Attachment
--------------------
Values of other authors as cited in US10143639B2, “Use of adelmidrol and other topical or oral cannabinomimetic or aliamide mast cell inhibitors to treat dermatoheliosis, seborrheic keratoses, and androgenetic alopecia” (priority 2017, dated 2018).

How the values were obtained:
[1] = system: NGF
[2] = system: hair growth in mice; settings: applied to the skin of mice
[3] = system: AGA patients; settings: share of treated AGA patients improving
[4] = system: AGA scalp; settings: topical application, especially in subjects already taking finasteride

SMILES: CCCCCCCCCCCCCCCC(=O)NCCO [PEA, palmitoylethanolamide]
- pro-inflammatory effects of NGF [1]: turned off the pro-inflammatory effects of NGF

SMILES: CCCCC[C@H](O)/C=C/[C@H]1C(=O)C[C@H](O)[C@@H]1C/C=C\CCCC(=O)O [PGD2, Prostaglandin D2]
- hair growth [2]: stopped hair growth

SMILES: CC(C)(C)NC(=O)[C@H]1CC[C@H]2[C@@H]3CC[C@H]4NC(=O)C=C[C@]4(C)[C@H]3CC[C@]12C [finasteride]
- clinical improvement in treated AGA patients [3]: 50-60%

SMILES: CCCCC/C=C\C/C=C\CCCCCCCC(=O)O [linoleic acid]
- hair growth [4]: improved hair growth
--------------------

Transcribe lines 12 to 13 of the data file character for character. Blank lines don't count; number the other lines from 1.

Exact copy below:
- clinical improvement in treated AGA patients [3]: 50-60%

SMILES: CCCCC/C=C\C/C=C\CCCCCCCC(=O)O [linoleic acid]